The opinion of the court was delivered by: James K. Singleton, Jr. United States District Judge
Petitioner, Robert D. Ricardo, a state prisoner proceeding pro se, has filed a Petition for Writ of Habeas Corpus under 28 U.S.C. § 2254. Ricardo is currently in the custody of the California Department of Corrections, incarcerated at the Mule Creek State Prison, in Ione, California. Respondent has filed an answer, and Ricardo has filed a traverse.
The following statement of the facts is taken verbatim from the decision of the California Court of Appeal, First District:*fn1
This appeal arises from the rape of a 14-year-old victim . . . by [Ricardo] and his co-defendant, Santonio Reese.
On October 19, 2004, [the victim] got out of school around two-thirty or three in the afternoon, and got onto a bus to go to the house of a friend named Maribelle who lived in Suisun. After [the victim] got off the bus and was walking towards Maribelle's house, [the victim] was hailed on the street by two young males driving by. A young man subsequently identified as [Ricardo] was driving, and he had a male passenger, subsequently identified as Santonio Reese (Reese), with him in the front seat on the passenger side.
The two males started talking to [the victim], and began trying to persuade her to "hang out" with them. Eventually, [the victim] agreed, and got into the car. She sat in the back. She noticed that the male who had previously been on the passenger side in the front seat, i.e., not [Ricardo], had a distinctive tattoo on his arm, showing a cross and words or names, saying, "Lil" and "Tone." They all drove to [Ricardo's] house.
After they got to [Ricardo's] house, they began talking in the garage and [the victim] told the young men that she was not a "ho" and did not want to do anything sexual with them. Later they started watching television in a bedroom. They all began drinking Jack Daniels whiskey straight from the bottle; [the victim] had a big drink. [Ricardo's] dad came to the door of the bedroom at some point to check to see if there was anyone present besides [Ricardo], but [the victim] hid, and [Ricardo] assured his dad that there was no one else present.
After [Ricardo's] dad left, the young people kept on drinking. The bottle had been full when they started, but it went down to about half full. Reese began trying to touch her in a sexual way. [The victim] resisted and pushed him off, and told him to get off of her. [Ricardo] also began touching her in a sexual way. Then Reese tried to get on top of her again, but she tried to push him away. Then she passed out.
According to the testimony of Reese, who testified against [Ricardo] at trial after making a plea bargain, [Ricardo] took off the victim's clothes and began placing his penis into her vagina for about 15 or 20 minutes, while Reese grabbed her breasts. At some point the victim fell off the bed and hit her head, and then [Ricardo] and Reese dressed her again and drove her to another neighborhood, where they left her in the front yard of a house. She was later found by the police, bleeding and in pain from her vagina.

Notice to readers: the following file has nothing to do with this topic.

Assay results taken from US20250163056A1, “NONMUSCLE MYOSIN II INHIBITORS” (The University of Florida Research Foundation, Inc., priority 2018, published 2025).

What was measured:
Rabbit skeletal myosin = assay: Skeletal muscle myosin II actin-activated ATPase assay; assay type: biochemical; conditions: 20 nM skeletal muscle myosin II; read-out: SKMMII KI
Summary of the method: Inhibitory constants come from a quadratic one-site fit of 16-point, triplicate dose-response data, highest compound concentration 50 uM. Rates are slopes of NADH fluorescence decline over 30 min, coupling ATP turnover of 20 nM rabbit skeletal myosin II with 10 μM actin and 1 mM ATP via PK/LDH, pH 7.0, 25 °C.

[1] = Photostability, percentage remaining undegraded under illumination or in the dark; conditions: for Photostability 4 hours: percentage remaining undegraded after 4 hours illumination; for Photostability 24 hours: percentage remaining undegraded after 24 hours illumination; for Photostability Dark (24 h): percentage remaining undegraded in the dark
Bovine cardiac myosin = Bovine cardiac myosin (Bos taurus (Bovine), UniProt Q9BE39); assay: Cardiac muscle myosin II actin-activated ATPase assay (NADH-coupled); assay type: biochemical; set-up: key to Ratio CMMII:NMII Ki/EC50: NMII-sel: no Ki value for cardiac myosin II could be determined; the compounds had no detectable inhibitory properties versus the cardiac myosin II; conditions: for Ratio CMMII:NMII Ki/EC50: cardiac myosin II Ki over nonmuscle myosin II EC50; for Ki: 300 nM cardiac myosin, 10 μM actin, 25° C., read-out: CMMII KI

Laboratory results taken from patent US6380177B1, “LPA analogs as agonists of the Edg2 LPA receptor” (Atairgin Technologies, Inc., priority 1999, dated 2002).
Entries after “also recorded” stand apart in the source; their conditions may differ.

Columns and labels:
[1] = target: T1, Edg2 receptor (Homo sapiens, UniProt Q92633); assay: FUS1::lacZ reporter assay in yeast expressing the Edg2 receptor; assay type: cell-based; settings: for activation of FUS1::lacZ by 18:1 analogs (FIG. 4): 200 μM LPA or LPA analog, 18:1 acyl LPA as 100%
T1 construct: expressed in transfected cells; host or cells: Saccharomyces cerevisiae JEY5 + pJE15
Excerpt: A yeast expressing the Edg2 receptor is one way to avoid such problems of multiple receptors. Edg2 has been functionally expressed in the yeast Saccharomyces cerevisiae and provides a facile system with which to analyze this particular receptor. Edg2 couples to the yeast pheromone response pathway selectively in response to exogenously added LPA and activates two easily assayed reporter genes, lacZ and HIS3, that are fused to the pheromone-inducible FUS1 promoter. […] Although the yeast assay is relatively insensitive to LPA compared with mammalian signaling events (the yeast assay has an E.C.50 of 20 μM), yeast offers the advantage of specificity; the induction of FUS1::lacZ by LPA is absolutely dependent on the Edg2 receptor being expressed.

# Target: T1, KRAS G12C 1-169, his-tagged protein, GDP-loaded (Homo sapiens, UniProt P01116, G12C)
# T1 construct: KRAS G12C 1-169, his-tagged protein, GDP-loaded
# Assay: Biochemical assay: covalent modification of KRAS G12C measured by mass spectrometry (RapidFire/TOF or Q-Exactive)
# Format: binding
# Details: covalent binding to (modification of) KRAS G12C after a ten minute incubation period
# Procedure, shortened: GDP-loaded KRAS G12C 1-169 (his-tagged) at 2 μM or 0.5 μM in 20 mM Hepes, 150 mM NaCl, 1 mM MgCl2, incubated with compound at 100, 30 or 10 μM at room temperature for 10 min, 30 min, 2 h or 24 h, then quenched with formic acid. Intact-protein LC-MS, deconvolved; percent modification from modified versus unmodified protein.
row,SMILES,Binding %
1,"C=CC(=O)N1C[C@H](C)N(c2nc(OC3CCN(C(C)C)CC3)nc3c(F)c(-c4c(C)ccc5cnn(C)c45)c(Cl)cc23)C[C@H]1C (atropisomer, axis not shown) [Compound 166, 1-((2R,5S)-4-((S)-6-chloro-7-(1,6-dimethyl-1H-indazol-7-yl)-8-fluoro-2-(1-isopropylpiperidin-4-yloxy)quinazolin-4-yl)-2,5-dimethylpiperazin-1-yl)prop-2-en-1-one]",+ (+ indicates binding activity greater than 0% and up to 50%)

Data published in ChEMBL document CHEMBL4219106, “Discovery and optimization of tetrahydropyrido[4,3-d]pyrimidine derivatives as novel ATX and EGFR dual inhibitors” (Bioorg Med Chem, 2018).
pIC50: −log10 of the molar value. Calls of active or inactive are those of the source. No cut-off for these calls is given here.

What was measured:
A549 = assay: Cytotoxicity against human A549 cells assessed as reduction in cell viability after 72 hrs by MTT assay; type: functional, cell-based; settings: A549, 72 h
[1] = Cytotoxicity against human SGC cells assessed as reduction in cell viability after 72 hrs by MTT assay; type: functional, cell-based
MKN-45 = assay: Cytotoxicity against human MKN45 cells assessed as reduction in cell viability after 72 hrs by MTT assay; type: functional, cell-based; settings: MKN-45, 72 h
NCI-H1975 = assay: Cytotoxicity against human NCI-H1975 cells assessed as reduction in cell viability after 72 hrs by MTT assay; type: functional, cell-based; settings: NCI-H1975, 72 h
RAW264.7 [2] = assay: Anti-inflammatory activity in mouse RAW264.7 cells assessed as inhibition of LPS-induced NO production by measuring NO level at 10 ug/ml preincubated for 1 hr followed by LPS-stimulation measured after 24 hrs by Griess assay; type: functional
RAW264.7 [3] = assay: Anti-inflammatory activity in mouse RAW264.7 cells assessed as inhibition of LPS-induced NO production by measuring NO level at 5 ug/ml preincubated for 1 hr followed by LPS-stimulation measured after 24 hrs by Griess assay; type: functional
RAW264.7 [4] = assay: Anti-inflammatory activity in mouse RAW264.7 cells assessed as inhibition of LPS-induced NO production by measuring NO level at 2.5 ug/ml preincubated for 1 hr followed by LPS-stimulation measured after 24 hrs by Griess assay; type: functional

An examination of the victim by a nurse showed bleeding and injury to her vagina, and other injuries such as an abrasion on her face, and scratches and bruises on other parts of her body. The vaginal injuries were consistent with "a lot of trauma-blunt trauma or force against that area or repeated rubbing with poor lubrication."
[The victim] was interviewed by the police. She described the two young men who had attacked her to Officer Erik Watts, who testified at trial. She described the distinctive tattoos on the arms of the suspect later identified as Reese, and she described [Ricardo] and his home. After she had been drinking, Reese tried to get on top of her, and pinned her arms to the bed, but she began yelling and forced him off. Then [Ricardo], who had been standing behind her, pulled her pants down, exposing part of her buttocks. [The victim] could see that his pants were pulled down, and his erect penis was exposed.*fn2
[Ricardo] got on top of her on the bed, but she pushed him off. Then the two young men talked to each other, and Reese got back on top of her, pinning her to the bed. That was the last thing she could recall at the house.
A concerned citizen learned from a newspaper article about the victim's description of the distinctive tattoos on the arms of one of the suspects, and called the police to tell them that a young man she knew as "Tone" had dated her younger sister, and had tattoos like that. She told the police where "Tone" lived.
The day after the rape, [Ricardo] warned Reese not to talk to anyone about the rape. However, Reese told some people at school, and he and [Ricardo] got into a fight about it, which their teacher had to break up.
Ricardo was charged with the crimes of Rape in Concert, Rape by the Use of Intoxicants, and Rape of an Unconscious Victim (Califonia Pen.Code, §§ 264.1, 261(a)(3), 261(a)(4) respectively). After a jury trial, Ricardo was convicted on all counts and sentenced to seven years in prison on the Rape in Concert count, with sentences stayed on the other counts.